In what types of neighborhoods in the Denver metro areas have the poverty levels increased the most?
Denver has seen some poverty spread to the suburbs, but overall, poverty in Denver is still largely concentrated in high-density areas. In 2015, 77 out of 111 high-poverty areas in the Denver metro were in high-density areas.
Denver statistics show that dense urban neighborhoods in Denver with more than 20 percent poverty have more than doubled, as have medium-dense urban neighborhoods — and less-dense urban neighborhoods that meet this standard have gone from one to six. What are the major factors in these shifts?
Housing costs in Denver have spiked in recent years, driven by wage and employment growth, coupled with insufficient supply. Our study suggests that there is group of people in Denver that have been left behind.
At the same time, the share of dense urban neighborhoods in metro Denver has actually declined during that period, from more than 72 percent of the total to around 69 percent. Does this suggest that people dealing with poverty are trying to improve their lot by moving, but they're having difficulty achieving this goal in their new location?
Poverty is growing in high-, medium-, and low-density areas of the Denver metro (all of them), but since there were fewer poor suburban neighborhoods in 2000, the rate of increase there was higher. Overall, poverty in Denver is still primarily an urban phenomenon, although it is starting to spread. I think it is a combination of factors that are causing the increased suburban poverty: people who are priced out of urban areas and moving to the suburbs, as well as people in the suburbs who are affected by rising housing costs.
Thinkstock file photo
We often think of suburbs as being more affluent than areas within city limits, but that's not always the case. Are there examples of this phenomenon in the Denver metro area — suburbs that have more poverty than many parts of Denver proper?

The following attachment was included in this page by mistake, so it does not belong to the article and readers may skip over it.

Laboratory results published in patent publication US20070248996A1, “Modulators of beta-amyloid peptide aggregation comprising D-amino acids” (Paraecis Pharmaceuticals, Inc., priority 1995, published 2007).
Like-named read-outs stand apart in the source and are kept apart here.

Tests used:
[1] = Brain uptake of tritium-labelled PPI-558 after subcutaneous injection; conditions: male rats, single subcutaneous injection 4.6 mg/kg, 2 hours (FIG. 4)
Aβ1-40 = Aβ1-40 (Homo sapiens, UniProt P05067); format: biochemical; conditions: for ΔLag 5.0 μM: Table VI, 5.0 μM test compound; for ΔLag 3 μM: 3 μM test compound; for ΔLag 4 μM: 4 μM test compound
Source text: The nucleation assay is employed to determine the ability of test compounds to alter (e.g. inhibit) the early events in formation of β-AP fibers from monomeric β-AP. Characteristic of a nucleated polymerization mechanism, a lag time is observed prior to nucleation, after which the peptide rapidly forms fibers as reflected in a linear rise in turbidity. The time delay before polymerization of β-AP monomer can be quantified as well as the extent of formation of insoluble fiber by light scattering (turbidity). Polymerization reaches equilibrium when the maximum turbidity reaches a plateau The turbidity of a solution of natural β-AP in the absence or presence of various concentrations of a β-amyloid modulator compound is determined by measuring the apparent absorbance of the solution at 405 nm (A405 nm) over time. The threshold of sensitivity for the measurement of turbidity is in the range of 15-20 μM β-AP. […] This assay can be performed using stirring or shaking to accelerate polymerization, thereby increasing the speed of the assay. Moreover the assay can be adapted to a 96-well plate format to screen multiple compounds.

Unfortunately, we weren't able to break out data for specific suburbs to give examples. With 34 medium and low-density suburbs with high poverty, however, there are definitely suburbs that have higher poverty than parts of Denver proper.
Are high-poverty areas in areas with a high-income demographic somewhat hidden from public view, given that the communities as a whole have a reputation for affluence?
I think the issue here is more that suburban poverty (which is increasing) is more "hidden" than urban poverty. It's less visible simply because there are fewer people (and reporters) living or working there. It's a challenge because those areas also tend to have poorer infrastructure (e.g., public transport networks) and social services. Suburban cities will have to adapt to deal with these challenges.
Are there suburban areas in Denver in which the majority of the residents are dealing with poverty?
Harvard defined high-poverty neighborhoods as those with at least 20 percent of residents living below the poverty line. We don't have data on areas with a majority of residents dealing with poverty (>50 percent), but I think those would be relatively few in number.
What are ways that suburbs can begin to grapple with this issue and, with luck, make progress on it?
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I think it starts with recognition of the issue. Beyond that, suburbs will need to continue to attract good jobs and build out infrastructure and services to help the poor — public transportation, career services, etc.
Is there anything else important about this subject that I neglected to ask about but you feel is important to add?
Overall, Denver's economy and labor market have been very strong, but there are challenges associated with that growth as well. Our report shines a spotlight on some of the issues that Denver and its surrounding suburbs will have to tackle in the coming years.